In school, I began to grasp the tragedy of our Native American First Peoples history. Horrifying. It’s a strange history, our American story. The people who live here now have so many different pasts behind them. That’s our great experiment. I love our country so. But it breaks my heart. Like having a mother who can’t stop drinking. It is the saddest story ever told. With the boldest beginning. But the darkest flaw is in our making. 

It’s funny to me, that with all the thousands of years of original sin conceptually, we never seem able to apply it to ourselves in the most important matters of state. Like a childlike patient on a psychiatrist’s couch, we can’t move forward. We can’t see ourselves. We can only project the fear and shame from our past failures onto the people we have failed the most. And the new people who need us now.
I have felt displaced since I was forced to leave my own home. I was never able to resume my old life. Left out to sea. Never feeling at home again. That led me to more easily imagine how other people might experience their lives now and in the long lost long agos.

On Passover we talk about being the stranger, of being kind to the stranger, of how we can all be strangers in a strange land.  Here, in America, we have made people who were here before us into strangers. Strangers in their own land. We dragged people here in chains hundreds of years ago, people whose family lines have been here now much longer than most of our own family lineages, and we have kept them strangers in their own country. Strangers to the rights of full citizenship. Strangers in a country that never loves them.

I understand what it feels like to be born into a family that doesn’t love you. In a world that keeps insisting that it isn’t true. To a mother who doesn’t love you. When the world says mother’s always love their children. That was the first lie. And why it was so easy for me to see the next one. And the one after that.

An Interview with Ellen

The Unknown


Full transcript of interview with Ellen below

“…the whole Seeker Song trilogy kind of leads into the longing in myself for America to…embrace the stranger and to find ways in our daily lives to love and be compassionate toward the stranger.”-Ellen Kaye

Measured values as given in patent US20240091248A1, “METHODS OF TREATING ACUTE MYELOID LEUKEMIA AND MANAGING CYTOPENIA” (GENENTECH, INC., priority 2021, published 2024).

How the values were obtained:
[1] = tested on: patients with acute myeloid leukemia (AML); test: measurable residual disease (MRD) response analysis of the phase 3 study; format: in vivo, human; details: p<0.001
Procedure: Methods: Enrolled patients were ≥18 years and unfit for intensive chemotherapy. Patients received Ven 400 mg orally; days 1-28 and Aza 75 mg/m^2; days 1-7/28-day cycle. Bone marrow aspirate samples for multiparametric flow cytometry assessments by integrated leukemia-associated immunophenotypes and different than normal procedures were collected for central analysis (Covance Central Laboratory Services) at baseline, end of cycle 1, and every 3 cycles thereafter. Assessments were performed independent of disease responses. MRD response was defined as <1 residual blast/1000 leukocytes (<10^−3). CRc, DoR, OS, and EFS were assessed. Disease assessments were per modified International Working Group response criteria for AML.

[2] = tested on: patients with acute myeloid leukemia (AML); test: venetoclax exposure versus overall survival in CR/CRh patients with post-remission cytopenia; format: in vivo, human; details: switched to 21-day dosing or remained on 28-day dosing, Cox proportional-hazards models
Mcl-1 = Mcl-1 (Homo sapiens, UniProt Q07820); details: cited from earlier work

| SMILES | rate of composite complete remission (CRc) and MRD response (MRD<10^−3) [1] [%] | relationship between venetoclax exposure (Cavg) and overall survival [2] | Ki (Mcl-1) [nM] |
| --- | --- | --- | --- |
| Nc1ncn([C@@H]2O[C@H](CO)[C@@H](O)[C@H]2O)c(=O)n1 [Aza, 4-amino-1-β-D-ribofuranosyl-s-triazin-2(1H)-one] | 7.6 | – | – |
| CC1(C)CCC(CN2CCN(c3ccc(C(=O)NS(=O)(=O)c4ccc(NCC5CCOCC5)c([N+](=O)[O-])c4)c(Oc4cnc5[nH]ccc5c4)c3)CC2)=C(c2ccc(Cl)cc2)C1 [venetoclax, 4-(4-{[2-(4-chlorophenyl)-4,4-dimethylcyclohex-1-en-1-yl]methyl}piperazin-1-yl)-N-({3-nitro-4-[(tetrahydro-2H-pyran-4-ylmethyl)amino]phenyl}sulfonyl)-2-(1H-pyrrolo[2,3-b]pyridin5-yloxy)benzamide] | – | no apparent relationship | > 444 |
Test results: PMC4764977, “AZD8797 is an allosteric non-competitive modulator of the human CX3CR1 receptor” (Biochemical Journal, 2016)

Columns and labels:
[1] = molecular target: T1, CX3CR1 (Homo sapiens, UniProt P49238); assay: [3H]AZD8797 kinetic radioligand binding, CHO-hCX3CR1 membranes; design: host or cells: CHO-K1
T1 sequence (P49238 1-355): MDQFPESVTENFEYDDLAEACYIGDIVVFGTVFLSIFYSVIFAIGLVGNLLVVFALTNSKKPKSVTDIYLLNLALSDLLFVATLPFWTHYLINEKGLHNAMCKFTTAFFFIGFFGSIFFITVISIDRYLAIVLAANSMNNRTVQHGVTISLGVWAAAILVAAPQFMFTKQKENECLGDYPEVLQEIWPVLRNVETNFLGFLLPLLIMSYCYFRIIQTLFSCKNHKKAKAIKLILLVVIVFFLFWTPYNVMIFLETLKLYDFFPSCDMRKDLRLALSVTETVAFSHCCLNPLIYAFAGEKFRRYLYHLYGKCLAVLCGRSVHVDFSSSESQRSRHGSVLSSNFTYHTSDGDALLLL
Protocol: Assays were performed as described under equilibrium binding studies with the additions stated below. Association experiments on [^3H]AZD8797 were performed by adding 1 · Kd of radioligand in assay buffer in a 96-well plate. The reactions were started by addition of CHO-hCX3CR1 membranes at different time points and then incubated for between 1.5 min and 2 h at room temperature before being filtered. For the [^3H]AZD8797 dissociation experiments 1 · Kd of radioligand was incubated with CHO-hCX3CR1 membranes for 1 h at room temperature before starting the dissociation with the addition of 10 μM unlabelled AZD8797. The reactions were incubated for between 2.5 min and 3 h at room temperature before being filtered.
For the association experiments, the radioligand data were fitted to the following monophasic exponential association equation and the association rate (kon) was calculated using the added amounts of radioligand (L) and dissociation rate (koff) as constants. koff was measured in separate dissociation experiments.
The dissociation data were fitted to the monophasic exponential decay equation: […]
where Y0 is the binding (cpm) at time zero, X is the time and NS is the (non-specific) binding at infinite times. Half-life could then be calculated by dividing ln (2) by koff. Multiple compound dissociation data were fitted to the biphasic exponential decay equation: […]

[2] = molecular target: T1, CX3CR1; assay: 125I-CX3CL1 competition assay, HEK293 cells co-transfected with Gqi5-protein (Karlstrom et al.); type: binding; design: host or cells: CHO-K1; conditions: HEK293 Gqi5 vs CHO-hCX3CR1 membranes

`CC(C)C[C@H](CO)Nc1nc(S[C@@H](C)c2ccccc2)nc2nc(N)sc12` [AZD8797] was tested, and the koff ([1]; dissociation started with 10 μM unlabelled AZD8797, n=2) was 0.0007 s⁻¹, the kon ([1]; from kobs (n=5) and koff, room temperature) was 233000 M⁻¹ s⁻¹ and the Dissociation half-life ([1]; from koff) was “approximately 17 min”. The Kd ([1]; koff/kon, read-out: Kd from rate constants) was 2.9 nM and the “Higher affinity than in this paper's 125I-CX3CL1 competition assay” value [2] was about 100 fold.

Well, first, it’s my own experience. Being forced to leave home at an early age to save myself. Leaving everything I knew, the world I loved. And then being exiled for almost two years from fourteen to sixteen on Hart Island, the home to Potters Field. 
Of course, being half Jewish probably has a lot to do with writing this song as well. I was raised on Fiddler On The Roof. And the song Anatevka haunts me to this day. The Holocaust was a running history in my mind from my earliest memories.
And then my very early years growing up both in the South and the North and understanding the horror of slavery, in the way a small child can, then a teenager and later as an adult. Seeing quite early, in my own home, that many Americans would not face it. That people in my immediate family were living in an alternate reality of the lost cause. 
In school, I began to grasp the tragedy of our Native American First Peoples history. Horrifying. It’s a strange history, our American story. The people who live here now have so many different pasts behind them. That’s our great experiment. I love our country so. But it breaks my heart. Like having a mother who can’t stop drinking. It is the saddest story ever told. With the boldest beginning. But the darkest flaw is in our making. 

It’s funny to me, that with all the thousands of years of original sin conceptually, we never seem able to apply it to ourselves in the most important matters of state. Like a childlike patient on a psychiatrist’s couch, we can’t move forward. We can’t see ourselves. We can only project the fear and shame from our past failures onto the people we have failed the most. And the new people who need us now.

That we are listening. That we have suffered. That we can imagine their suffering. And we want it to end.

A map, a plan, a distant land
It tears me from my home
I miss my old world
Need my old world
Long for my old home

I have felt displaced since I was forced to leave my own home. I was never able to resume my old life. Left out to sea. Never feeling at home again. That led me to feel how other people might experience their lives now and in the long lost long agos.
On Passover we talk about being the stranger, of being kind to the stranger, of how we can all be strangers in a strange land. Here, in America, we have made people who were here before us, strangers. We dragged people here in chains hundreds of years ago, people who have been here now much longer than most of us, and we have kept them strangers in their own land. Strangers to the rights of full citizenship. Strangers to a country that never loves them.
I understand what it feels like to be born into a family that doesn’t love you. In a world that keeps insisting that it isn’t true. To a mother who doesn’t love you. When the world says mother’s always love their children. That was the first lie. And why it was so easy for me to see the next one. And the one after that.

Sources And Inspirations

  • Anatevka
  • The Warmth Of Other Sons

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Ellen C Kaye

Ellen C Kaye

Singer/songwriter, producer, podcast maker, mom, born and bred in NYC. Night Club singer at heart.